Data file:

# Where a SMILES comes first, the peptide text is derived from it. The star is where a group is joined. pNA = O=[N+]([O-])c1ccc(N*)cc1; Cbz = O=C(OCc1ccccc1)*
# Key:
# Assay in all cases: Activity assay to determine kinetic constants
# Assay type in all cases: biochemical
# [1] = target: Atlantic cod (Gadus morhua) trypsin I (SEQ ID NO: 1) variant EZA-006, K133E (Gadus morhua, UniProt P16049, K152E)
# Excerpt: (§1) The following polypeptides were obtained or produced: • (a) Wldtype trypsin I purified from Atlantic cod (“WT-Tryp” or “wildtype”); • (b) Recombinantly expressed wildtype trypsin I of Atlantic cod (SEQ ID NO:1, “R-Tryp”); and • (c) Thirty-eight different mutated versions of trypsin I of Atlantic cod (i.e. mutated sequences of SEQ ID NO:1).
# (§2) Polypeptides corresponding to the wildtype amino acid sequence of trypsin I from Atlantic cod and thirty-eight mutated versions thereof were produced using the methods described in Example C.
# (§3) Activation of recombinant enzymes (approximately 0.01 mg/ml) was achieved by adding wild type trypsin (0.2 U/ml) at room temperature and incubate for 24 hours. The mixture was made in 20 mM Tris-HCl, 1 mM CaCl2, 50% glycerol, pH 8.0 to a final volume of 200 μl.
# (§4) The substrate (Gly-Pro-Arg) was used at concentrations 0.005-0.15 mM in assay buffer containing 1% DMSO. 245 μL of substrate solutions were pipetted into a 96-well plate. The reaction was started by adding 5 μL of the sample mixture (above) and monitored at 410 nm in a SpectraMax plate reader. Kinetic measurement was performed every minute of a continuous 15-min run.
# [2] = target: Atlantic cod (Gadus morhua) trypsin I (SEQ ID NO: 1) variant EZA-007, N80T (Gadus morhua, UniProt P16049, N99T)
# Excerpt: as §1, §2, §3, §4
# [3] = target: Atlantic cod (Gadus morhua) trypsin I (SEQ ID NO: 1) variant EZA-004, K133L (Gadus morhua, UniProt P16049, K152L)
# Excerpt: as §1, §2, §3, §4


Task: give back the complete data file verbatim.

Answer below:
# Where a SMILES comes first, the peptide text is derived from it. The star is where a group is joined. pNA = O=[N+]([O-])c1ccc(N*)cc1; Cbz = O=C(OCc1ccccc1)*
# Key:
# Assay in all cases: Activity assay to determine kinetic constants
# Assay type in all cases: biochemical
# [1] = target: Atlantic cod (Gadus morhua) trypsin I (SEQ ID NO: 1) variant EZA-006, K133E (Gadus morhua, UniProt P16049, K152E)
# Excerpt: (§1) The following polypeptides were obtained or produced: • (a) Wldtype trypsin I purified from Atlantic cod (“WT-Tryp” or “wildtype”); • (b) Recombinantly expressed wildtype trypsin I of Atlantic cod (SEQ ID NO:1, “R-Tryp”); and • (c) Thirty-eight different mutated versions of trypsin I of Atlantic cod (i.e. mutated sequences of SEQ ID NO:1).
# (§2) Polypeptides corresponding to the wildtype amino acid sequence of trypsin I from Atlantic cod and thirty-eight mutated versions thereof were produced using the methods described in Example C.
# (§3) Activation of recombinant enzymes (approximately 0.01 mg/ml) was achieved by adding wild type trypsin (0.2 U/ml) at room temperature and incubate for 24 hours. The mixture was made in 20 mM Tris-HCl, 1 mM CaCl2, 50% glycerol, pH 8.0 to a final volume of 200 μl.
# (§4) The substrate (Gly-Pro-Arg) was used at concentrations 0.005-0.15 mM in assay buffer containing 1% DMSO. 245 μL of substrate solutions were pipetted into a 96-well plate. The reaction was started by adding 5 μL of the sample mixture (above) and monitored at 410 nm in a SpectraMax plate reader. Kinetic measurement was performed every minute of a continuous 15-min run.
# [2] = target: Atlantic cod (Gadus morhua) trypsin I (SEQ ID NO: 1) variant EZA-007, N80T (Gadus morhua, UniProt P16049, N99T)
# Excerpt: as §1, §2, §3, §4
# [3] = target: Atlantic cod (Gadus morhua) trypsin I (SEQ ID NO: 1) variant EZA-004, K133L (Gadus morhua, UniProt P16049, K152L)
# Excerpt: as §1, §2, §3, §4